Charlottesville (VA) – In some of the first comprehensive tests ever conducted on the third generation of wireless networking equipment, Tom’s Networking Managing Editor Tim Higgins revealed today, the performance of three so-called “draft 11n” WiFi routers exhibited surprisingly poor results. Using a sophisticated Azimuth Systems measuring device, Higgins tested new draft 11n routers from Buffalo, Linksys, and Netgear. Test results indicate that throughput rates for these draft 11n components dropped below that of a reference 802.11g WLAN – which presumably should have the lower speed – when the router (access point) is stationed no further away from the client than the distance of two typical household rooms.
Draft 11n equipment generally follows the standard set by the draft 1.0 document for the proposed 802.11n wireless networking standard, which was rejected early last month by the IEEE. WiFi equipment manufacturers have opted, for the meantime, to utilize chipsets that follow the rejected draft, rather than wait for the IEEE to ratify a draft 2.0 standard. Two of the routers in TNG’s tests – specifically, Linksys’ Wireless-N and Buffalo NFiniti – use Broadcom’s Intensi-Fi draft 11n chipset, while the third router, Netgear’s RangeMax Next Gigabit, uses Marvell’s TopDog draft 11n chipset.
Vendors of draft 11n equipment have touted throughput rates approaching as high as 240 Mbps, though engineers have privately warned that observed rates would likely approach something closer to 100 Mbps. In TNG‘s tests, only the Linksys Wireless-N router was capable of sustaining an average throughput rate approaching 90 Mbps, with a signal loss within the two-room separation range. All three draft 11n routers in the tests managed to sustain average throughput ranges of about 85 Mbps within their own comfort zones, with the Linksys model managing to just eclipse 100 Mbps in the best-case-scenario test.
The TNG tests made use of an Azimuth W-Series WLAN Test system, in which the wireless routers and clients were placed in RF-shielded enclosures. Programmable RF attenuators were used to reduce the signal level between router and client, simulating the effect of increasing distance between the two.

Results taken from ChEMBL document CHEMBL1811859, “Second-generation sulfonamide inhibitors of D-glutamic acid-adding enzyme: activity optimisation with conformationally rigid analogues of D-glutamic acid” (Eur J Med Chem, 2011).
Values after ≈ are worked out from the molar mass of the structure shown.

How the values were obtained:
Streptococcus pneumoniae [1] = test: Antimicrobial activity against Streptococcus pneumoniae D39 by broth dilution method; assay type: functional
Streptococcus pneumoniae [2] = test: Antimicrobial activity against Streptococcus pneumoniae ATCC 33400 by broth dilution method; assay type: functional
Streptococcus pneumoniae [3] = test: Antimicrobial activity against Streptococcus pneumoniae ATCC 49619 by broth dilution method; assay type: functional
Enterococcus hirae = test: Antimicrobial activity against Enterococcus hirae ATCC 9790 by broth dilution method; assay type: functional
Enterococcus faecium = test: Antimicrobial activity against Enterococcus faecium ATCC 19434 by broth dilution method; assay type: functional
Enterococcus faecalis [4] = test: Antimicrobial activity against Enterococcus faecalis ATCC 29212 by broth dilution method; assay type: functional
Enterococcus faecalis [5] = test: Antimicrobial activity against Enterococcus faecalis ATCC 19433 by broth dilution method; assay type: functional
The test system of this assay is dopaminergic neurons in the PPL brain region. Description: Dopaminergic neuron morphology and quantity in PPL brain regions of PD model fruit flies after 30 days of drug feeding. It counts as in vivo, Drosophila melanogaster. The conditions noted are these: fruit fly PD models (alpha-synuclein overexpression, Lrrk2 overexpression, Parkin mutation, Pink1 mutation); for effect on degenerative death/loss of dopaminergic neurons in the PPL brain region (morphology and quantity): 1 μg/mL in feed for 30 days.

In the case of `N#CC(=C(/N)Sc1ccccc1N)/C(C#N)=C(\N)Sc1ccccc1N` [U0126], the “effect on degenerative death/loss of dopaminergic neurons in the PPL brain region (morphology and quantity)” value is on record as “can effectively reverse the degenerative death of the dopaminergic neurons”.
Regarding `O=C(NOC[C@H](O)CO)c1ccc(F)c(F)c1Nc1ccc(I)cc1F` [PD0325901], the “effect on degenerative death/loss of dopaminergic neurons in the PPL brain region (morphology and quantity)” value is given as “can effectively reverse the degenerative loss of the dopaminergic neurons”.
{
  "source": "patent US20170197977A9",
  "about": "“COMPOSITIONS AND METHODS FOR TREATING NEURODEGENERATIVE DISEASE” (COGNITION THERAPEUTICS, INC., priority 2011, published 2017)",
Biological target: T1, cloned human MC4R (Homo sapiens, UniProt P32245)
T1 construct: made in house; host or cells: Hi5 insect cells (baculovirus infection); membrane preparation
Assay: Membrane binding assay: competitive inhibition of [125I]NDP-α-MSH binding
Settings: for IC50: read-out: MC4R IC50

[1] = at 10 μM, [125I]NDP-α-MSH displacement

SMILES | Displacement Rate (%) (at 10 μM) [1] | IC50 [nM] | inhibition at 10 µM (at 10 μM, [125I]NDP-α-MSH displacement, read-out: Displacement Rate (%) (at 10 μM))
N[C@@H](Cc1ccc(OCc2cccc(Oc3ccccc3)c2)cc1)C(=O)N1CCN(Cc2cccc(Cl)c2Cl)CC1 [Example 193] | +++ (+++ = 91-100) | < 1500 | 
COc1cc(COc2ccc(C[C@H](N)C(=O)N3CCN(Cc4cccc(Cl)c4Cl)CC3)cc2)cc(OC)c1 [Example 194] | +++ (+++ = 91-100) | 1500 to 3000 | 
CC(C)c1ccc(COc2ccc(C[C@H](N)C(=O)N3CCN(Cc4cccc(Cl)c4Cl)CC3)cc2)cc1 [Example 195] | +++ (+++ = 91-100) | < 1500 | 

The Linksys Wireless-N router began to show steep declines in average sustained throughput rate at a total path loss of about 74 dB, which Tim Higgins describes as proportional to two average sized household rooms or offices of separation. You don’t need to go out all the way to the back yard to see signals drop off, Higgins told us. Meanwhile, the Netgear RangeMax draft 11n model starts to exhibit dropoffs at about 72 dB, while the Buffalo NFiniti displayed a disturbingly finite dropoff point at about 60 dB.
Perhaps most surprisingly, the sustained average throughput levels of draft 11n equipment dropped below that of a recently tested Cisco 802.11g router (that’s a “g,” not a typo) at a total path loss of about 80 dB. In other words, new draft 11n equipment may fail to keep up with existing 11g equipment when the transmitter is indoors and the receiver is outdoors.
For comparison, Tom’s Networking also tested Netgear’s RangeMax 240 router, which uses Airgo Networks’ True MIMO Gen3 chipset. As TG Daily reported on Tuesday, Airgo is going its own direction with regard to third-generation wireless equipment, opting to try to make its True MIMO architecture a de facto standard by means of widespread customer adoption. The RangeMax 240 did perform better than its three competitors in the draft 11n space, with performance dropoff starting as high as 81 dB total path loss, though its average sustained throughput rate failed to top 86 Mbps within its comfort zone.
These astonishing findings compelled TNG‘s Tim Higgins to advise against draft 11n equipment purchases for the time being. “Draft 11n has a long way to go,” he writes, “until it gets to a maturity similar to what 802.11g had when draft 11g products started to ship.” Read the complete story, with detailed charts and test results for all four third-generation products tested, now on Tom’s Networking.